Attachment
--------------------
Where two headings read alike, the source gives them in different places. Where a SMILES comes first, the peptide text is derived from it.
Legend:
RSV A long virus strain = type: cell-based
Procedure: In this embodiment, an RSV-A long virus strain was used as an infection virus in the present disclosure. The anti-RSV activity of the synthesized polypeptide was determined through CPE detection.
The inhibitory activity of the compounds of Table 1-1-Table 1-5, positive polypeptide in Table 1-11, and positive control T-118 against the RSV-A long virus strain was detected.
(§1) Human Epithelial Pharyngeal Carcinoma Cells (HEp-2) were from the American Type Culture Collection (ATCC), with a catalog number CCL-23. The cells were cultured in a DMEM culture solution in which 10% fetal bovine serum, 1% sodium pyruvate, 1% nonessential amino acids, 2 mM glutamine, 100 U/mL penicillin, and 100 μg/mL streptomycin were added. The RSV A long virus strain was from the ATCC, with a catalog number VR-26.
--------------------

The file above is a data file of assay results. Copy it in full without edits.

Where two headings read alike, the source gives them in different places. Where a SMILES comes first, the peptide text is derived from it.
Legend:
RSV A long virus strain = type: cell-based
Procedure: In this embodiment, an RSV-A long virus strain was used as an infection virus in the present disclosure. The anti-RSV activity of the synthesized polypeptide was determined through CPE detection.
The inhibitory activity of the compounds of Table 1-1-Table 1-5, positive polypeptide in Table 1-11, and positive control T-118 against the RSV-A long virus strain was detected.
(§1) Human Epithelial Pharyngeal Carcinoma Cells (HEp-2) were from the American Type Culture Collection (ATCC), with a catalog number CCL-23. The cells were cultured in a DMEM culture solution in which 10% fetal bovine serum, 1% sodium pyruvate, 1% nonessential amino acids, 2 mM glutamine, 100 U/mL penicillin, and 100 μg/mL streptomycin were added. The RSV A long virus strain was from the ATCC, with a catalog number VR-26.